Sharon spends the rest of the book chasing another fix of the divine, serially taking up and dispensing with Buddhism, hippified nature-worship, born-again Christianity, New Age seminars, and "ultra-Orthodox" Judaism. Sharon is more than a seeker: she doesn't ask what is in each religion for her. She's there for Jesus, not demanding He be there for her. But her intensity leads to serial disappoinments. Searching for God, all she finds is religion.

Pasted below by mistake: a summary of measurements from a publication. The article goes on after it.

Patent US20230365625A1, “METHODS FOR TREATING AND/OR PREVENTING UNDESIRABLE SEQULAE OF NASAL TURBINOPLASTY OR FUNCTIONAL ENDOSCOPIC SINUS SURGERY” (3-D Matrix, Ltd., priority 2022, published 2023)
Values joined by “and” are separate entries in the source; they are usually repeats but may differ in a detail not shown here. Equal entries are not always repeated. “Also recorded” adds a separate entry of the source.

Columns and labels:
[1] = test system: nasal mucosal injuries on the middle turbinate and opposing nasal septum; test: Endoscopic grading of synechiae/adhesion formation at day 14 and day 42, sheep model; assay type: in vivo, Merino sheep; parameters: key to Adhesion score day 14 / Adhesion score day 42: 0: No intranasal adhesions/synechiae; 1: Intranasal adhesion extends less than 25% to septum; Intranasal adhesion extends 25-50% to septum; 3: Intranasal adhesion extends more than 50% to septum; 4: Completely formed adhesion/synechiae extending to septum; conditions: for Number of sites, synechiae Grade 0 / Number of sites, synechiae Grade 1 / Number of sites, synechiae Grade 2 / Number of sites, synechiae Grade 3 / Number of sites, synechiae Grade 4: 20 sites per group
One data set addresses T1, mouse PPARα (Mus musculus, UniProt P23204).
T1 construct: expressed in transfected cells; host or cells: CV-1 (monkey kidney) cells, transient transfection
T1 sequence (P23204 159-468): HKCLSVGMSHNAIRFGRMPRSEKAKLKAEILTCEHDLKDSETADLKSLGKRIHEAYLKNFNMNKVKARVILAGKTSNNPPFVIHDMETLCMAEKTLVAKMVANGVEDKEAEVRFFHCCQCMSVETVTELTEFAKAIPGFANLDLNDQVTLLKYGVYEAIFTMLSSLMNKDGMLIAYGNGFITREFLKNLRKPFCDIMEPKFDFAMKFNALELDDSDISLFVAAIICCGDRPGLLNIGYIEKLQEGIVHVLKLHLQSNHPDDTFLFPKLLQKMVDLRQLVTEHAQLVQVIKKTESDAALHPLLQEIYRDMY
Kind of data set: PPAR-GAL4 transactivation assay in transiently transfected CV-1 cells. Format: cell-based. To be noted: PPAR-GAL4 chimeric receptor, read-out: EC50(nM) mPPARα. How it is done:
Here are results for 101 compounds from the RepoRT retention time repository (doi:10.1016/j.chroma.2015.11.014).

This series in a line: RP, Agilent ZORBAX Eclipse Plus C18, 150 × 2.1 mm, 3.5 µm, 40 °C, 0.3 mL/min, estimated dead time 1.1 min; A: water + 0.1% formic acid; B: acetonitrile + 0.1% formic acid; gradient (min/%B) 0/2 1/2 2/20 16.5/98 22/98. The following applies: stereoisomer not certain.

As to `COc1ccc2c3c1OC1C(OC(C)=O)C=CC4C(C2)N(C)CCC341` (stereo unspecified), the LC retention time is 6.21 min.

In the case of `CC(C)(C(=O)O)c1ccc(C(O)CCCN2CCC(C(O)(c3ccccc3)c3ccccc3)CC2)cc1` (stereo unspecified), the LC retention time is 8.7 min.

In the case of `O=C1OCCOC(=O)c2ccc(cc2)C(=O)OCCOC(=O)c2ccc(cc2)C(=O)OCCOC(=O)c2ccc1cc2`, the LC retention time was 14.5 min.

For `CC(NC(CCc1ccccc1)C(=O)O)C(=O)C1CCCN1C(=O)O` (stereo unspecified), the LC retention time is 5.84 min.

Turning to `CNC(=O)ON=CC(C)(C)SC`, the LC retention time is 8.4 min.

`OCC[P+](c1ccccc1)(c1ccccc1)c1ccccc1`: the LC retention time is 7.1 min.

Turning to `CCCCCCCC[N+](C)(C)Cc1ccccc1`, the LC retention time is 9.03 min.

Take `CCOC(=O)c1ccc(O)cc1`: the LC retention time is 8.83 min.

Goodman, whose previous books, "Kaaterskill Falls" and "The Family Moskowitz," examined the lives of American Jews, has a rollicking good time with Sharon's tour of modern faith. Sharon herself gains wisdom exceedingly slowly, and at times Sharon's naivete threatens to become as grating to the reader as Sharon can be to her spiritual mentors. But she never becomes a spiritual scold, and never gives up her trust, which buoys the story along, and keeps Goodman's examination of religion from growing mean or judgemental. The pontificating holy men Sharon meets on her faith walk are punctured hilariously but charitably. For Goodman, the worst sin is to be sure of one's dogma but not of oneself, and Sharon's triumph is coming to see that finding herself is the first important step to finding God.